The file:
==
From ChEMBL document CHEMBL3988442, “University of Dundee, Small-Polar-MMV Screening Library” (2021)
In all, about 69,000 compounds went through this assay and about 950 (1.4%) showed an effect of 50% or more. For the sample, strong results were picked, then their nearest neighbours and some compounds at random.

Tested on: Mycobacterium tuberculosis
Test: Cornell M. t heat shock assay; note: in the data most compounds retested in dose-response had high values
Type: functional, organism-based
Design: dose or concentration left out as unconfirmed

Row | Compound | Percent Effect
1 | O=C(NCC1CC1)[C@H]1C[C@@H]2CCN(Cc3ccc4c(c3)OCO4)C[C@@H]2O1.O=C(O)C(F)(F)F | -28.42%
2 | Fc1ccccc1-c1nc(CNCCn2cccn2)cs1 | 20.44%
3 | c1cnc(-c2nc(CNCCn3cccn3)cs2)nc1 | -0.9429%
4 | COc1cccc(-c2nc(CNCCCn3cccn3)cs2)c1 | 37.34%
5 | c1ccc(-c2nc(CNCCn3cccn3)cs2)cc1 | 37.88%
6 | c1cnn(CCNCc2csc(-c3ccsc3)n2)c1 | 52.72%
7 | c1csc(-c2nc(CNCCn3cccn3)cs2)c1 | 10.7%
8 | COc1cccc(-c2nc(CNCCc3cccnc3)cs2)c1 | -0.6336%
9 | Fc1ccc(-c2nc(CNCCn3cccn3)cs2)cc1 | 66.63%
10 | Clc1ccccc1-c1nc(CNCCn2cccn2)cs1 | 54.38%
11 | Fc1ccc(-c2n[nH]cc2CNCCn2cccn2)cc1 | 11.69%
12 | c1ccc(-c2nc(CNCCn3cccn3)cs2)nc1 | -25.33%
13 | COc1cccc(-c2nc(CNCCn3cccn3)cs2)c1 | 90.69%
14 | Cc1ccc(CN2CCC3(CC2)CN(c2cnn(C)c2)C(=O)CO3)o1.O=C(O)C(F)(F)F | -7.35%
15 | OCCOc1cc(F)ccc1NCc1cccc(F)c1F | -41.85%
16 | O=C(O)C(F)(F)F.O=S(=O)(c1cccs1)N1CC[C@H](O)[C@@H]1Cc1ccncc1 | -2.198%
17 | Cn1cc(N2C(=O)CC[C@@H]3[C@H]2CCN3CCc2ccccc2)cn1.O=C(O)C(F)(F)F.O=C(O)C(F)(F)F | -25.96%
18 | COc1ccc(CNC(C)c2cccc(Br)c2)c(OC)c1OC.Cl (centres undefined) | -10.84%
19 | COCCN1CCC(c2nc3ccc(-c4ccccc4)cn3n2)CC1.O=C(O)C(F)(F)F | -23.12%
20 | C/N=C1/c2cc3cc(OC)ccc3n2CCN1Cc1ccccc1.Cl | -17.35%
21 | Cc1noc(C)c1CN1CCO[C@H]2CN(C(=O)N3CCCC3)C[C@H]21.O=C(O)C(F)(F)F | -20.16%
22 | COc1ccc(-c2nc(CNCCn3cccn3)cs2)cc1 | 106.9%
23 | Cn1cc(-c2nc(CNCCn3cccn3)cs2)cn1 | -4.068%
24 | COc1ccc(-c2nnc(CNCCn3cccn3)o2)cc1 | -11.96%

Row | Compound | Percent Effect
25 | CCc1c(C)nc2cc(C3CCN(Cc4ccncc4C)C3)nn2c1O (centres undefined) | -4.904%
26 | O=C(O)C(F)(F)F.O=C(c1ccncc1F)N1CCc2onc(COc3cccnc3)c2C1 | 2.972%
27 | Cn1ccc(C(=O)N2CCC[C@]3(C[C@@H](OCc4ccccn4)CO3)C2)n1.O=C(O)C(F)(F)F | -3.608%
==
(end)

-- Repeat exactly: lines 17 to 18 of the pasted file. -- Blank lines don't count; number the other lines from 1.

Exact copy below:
10 | Clc1ccccc1-c1nc(CNCCn2cccn2)cs1 | 54.38%
11 | Fc1ccc(-c2n[nH]cc2CNCCn2cccn2)cc1 | 11.69%